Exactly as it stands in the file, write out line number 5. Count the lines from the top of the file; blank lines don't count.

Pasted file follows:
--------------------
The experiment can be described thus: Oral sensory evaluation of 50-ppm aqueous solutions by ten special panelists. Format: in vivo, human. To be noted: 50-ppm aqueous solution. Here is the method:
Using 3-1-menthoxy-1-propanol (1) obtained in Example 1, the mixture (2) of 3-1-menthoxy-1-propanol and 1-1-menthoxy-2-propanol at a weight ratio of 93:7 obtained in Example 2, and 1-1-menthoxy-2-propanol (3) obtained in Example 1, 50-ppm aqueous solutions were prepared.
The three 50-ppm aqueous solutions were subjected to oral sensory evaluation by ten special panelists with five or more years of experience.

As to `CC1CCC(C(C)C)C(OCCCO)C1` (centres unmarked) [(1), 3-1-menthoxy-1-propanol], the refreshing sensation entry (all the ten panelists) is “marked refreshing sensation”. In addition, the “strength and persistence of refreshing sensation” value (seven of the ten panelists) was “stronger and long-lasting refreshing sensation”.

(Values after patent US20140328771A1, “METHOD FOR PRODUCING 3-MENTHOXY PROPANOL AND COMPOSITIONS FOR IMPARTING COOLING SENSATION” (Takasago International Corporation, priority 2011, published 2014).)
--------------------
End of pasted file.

(Values after patent US20140328771A1, “METHOD FOR PRODUCING 3-MENTHOXY PROPANOL AND COMPOSITIONS FOR IMPARTING COOLING SENSATION” (Takasago International Corporation, priority 2011, published 2014).)